News from the Edible Demo Garden
June 2023: Gardening Organically
The Edible Demonstration Garden is located within the Indian Valley College Organic Farm and Garden and is subject to the same organic growing guidelines as the larger farm. The Marin County Department of Agriculture is accredited by the United States Department of Agriculture (USDA) as an official organic certification agency. Marin Organic Certified Agriculture (MOCA) was developed to uphold the USDA National Organic Program standards through the documentation and verification of agricultural practices in the county.
Volunteers in the Edible Demo Garden, soon come to appreciate the rigor of the MOCA requirements and understand the importance of gardening in cooperation with nature and not relying on synthetic products. Organic gardening is earth friendly and it involves learning how to manage plant pests without reaching for a spray can and growing tasty tomatoes without chemical fertilizers.
TIPS FOR GARDENING ORGANICALLY
Soil consists of a mixture of organic and inorganic ingredients. Both are needed in the right amounts to provide optimal growing conditions. Essential minerals, such as nitrogen, phosphorus, and potassium require the work of living organisms in the soil to become available for plants to use. In the Edible Demo Garden, only organic matter amendments are used to improve the soil and provide the needed nutrients. In contrast to synthetic fertilizers that may harm microorganisms in the soil, organic matter added as compost and mulch, provides a slow and steady supply of plant nutrition. The philosophy is to feed the soil so that it can feed the plants.
Keeping soil conditions healthy for the many creatures that live in it is key to successful organic gardening. Organic mulch and cover crops protect against temperature extremes, loss of moisture, and erosion. Tilling or turning the soil should be avoided as much as possible and amendments layered on top where they can decompose slowly.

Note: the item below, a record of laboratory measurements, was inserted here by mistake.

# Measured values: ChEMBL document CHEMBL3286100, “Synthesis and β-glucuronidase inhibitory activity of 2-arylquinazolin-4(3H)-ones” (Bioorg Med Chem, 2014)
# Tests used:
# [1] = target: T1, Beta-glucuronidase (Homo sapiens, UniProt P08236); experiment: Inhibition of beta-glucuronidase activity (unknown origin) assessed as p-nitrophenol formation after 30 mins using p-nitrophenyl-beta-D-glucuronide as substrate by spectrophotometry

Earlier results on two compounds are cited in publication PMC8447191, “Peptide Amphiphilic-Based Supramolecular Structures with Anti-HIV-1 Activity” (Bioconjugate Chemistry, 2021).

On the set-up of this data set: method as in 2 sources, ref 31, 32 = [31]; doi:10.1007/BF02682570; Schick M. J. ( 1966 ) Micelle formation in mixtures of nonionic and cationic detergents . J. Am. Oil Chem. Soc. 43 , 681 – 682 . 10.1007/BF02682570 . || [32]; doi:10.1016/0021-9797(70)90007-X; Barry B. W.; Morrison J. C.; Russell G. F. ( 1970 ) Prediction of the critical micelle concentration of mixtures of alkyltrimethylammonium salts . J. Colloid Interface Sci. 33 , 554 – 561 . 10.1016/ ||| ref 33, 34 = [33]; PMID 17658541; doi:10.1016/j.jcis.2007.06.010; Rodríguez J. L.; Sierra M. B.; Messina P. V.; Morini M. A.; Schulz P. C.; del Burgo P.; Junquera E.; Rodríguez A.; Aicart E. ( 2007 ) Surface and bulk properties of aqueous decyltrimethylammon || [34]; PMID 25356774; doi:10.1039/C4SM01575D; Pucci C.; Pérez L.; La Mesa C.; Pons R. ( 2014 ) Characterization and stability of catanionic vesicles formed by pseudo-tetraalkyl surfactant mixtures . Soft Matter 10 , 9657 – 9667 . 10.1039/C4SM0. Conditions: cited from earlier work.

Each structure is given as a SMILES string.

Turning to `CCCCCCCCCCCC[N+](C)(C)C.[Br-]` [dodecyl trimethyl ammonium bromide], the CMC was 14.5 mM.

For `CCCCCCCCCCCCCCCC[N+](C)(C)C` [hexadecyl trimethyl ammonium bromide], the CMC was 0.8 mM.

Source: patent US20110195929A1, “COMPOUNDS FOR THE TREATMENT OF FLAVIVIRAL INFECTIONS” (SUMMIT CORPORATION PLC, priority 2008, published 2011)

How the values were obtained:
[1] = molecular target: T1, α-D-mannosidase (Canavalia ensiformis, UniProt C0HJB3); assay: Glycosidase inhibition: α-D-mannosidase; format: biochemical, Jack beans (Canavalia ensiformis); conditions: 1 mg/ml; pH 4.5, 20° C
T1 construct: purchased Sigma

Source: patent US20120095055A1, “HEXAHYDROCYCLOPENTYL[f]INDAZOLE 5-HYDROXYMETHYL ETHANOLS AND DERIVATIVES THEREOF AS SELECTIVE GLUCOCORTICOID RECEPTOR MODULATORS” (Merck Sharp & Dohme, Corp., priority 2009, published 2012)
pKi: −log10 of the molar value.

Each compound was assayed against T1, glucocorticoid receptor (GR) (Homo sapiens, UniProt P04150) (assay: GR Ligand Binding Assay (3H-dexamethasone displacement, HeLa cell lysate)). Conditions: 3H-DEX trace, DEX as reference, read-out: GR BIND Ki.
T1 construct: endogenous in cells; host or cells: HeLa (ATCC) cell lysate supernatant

Select the right plants
Plants in the Edible Demo Garden start out as organically grown seeds planted in a soil mixture of compost and organic amendments called the “breakfast mix”. Seeds and plants should be certified organic, meaning they have met the USDA National Organic Program standards. Some plants sold in nurseries have been treated with neonicotinoids, a persistent type of pesticide that harms pollinators and beneficial insects. The organic label indicates that the plants have not been treated with pesticides.
Organic gardeners strive to anticipate and defend against pests and diseases rather than react to problems after they have occurred. This means staying ahead of the critters by using barriers such as gopher baskets and bird netting and rotating crops to avoid the build up of pathogens affecting certain plants. Vigilance is an essential line of defense. Every workday in the Edible Demo Garden starts with a garden tour to check on the health of the plants and develop a plan of action. Some pests can be removed mechanically either by hand or washed off with water. Diseased plants or plant parts can be promptly removed to prevent the spread of infections. An important benefit of an earth friendly garden is the presence of beneficial insects to help in controlling predators. There are some natural pesticides which meet the criteria for use in organic gardens, but these are a last resort and rarely used in the Edible Demo Garden.
Organic gardening can require more time in fertility and pest management compared to conventional gardening. However, organic gardening is more environmentally sustainable and a very satisfying way to garden.
Find out more on earth-friendly gardening!